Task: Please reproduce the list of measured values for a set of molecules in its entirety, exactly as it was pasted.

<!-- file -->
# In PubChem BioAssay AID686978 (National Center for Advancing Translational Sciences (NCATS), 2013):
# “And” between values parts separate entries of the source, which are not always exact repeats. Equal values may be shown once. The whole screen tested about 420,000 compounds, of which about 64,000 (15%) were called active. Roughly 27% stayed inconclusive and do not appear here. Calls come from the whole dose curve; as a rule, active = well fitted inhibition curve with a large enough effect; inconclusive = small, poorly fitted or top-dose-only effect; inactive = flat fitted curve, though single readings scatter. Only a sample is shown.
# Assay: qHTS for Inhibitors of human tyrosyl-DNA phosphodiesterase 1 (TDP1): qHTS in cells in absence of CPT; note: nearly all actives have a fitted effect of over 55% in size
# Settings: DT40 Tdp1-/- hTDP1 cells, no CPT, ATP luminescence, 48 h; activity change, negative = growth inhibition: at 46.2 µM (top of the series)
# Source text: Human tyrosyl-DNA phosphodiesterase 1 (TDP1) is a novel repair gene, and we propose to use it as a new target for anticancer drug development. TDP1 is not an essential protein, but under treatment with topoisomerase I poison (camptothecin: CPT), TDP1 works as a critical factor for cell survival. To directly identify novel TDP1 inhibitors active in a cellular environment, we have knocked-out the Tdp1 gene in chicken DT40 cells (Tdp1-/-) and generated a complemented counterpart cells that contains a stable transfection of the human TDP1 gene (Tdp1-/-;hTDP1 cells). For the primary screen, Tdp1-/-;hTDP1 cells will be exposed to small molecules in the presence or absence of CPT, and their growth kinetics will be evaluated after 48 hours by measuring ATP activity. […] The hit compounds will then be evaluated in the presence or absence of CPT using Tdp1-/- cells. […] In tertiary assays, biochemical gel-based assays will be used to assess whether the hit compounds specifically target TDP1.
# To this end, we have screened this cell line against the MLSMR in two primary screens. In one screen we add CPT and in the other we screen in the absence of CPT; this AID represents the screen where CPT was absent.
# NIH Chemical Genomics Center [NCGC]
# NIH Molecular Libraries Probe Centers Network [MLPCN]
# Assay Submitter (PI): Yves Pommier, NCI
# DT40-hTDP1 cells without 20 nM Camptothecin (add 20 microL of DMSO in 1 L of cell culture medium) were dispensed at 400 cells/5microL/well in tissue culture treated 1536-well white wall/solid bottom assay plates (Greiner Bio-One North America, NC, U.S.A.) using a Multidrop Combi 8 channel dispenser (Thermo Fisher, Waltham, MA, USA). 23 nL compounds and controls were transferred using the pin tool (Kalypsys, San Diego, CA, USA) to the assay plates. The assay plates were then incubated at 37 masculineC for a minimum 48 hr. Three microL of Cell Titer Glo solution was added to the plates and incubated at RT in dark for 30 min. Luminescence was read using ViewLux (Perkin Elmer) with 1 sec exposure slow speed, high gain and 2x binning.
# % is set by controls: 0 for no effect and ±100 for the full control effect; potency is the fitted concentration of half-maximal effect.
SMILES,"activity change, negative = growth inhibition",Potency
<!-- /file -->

# In PubChem BioAssay AID686978 (National Center for Advancing Translational Sciences (NCATS), 2013):
# “And” between values parts separate entries of the source, which are not always exact repeats. Equal values may be shown once. The whole screen tested about 420,000 compounds, of which about 64,000 (15%) were called active. Roughly 27% stayed inconclusive and do not appear here. Calls come from the whole dose curve; as a rule, active = well fitted inhibition curve with a large enough effect; inconclusive = small, poorly fitted or top-dose-only effect; inactive = flat fitted curve, though single readings scatter. Only a sample is shown.
# Assay: qHTS for Inhibitors of human tyrosyl-DNA phosphodiesterase 1 (TDP1): qHTS in cells in absence of CPT; note: nearly all actives have a fitted effect of over 55% in size
# Settings: DT40 Tdp1-/- hTDP1 cells, no CPT, ATP luminescence, 48 h; activity change, negative = growth inhibition: at 46.2 µM (top of the series)
# Source text: Human tyrosyl-DNA phosphodiesterase 1 (TDP1) is a novel repair gene, and we propose to use it as a new target for anticancer drug development. TDP1 is not an essential protein, but under treatment with topoisomerase I poison (camptothecin: CPT), TDP1 works as a critical factor for cell survival. To directly identify novel TDP1 inhibitors active in a cellular environment, we have knocked-out the Tdp1 gene in chicken DT40 cells (Tdp1-/-) and generated a complemented counterpart cells that contains a stable transfection of the human TDP1 gene (Tdp1-/-;hTDP1 cells). For the primary screen, Tdp1-/-;hTDP1 cells will be exposed to small molecules in the presence or absence of CPT, and their growth kinetics will be evaluated after 48 hours by measuring ATP activity. […] The hit compounds will then be evaluated in the presence or absence of CPT using Tdp1-/- cells. […] In tertiary assays, biochemical gel-based assays will be used to assess whether the hit compounds specifically target TDP1.
# To this end, we have screened this cell line against the MLSMR in two primary screens. In one screen we add CPT and in the other we screen in the absence of CPT; this AID represents the screen where CPT was absent.
# NIH Chemical Genomics Center [NCGC]
# NIH Molecular Libraries Probe Centers Network [MLPCN]
# Assay Submitter (PI): Yves Pommier, NCI
# DT40-hTDP1 cells without 20 nM Camptothecin (add 20 microL of DMSO in 1 L of cell culture medium) were dispensed at 400 cells/5microL/well in tissue culture treated 1536-well white wall/solid bottom assay plates (Greiner Bio-One North America, NC, U.S.A.) using a Multidrop Combi 8 channel dispenser (Thermo Fisher, Waltham, MA, USA). 23 nL compounds and controls were transferred using the pin tool (Kalypsys, San Diego, CA, USA) to the assay plates. The assay plates were then incubated at 37 masculineC for a minimum 48 hr. Three microL of Cell Titer Glo solution was added to the plates and incubated at RT in dark for 30 min. Luminescence was read using ViewLux (Perkin Elmer) with 1 sec exposure slow speed, high gain and 2x binning.
# % is set by controls: 0 for no effect and ±100 for the full control effect; potency is the fitted concentration of half-maximal effect.
SMILES,"activity change, negative = growth inhibition",Potency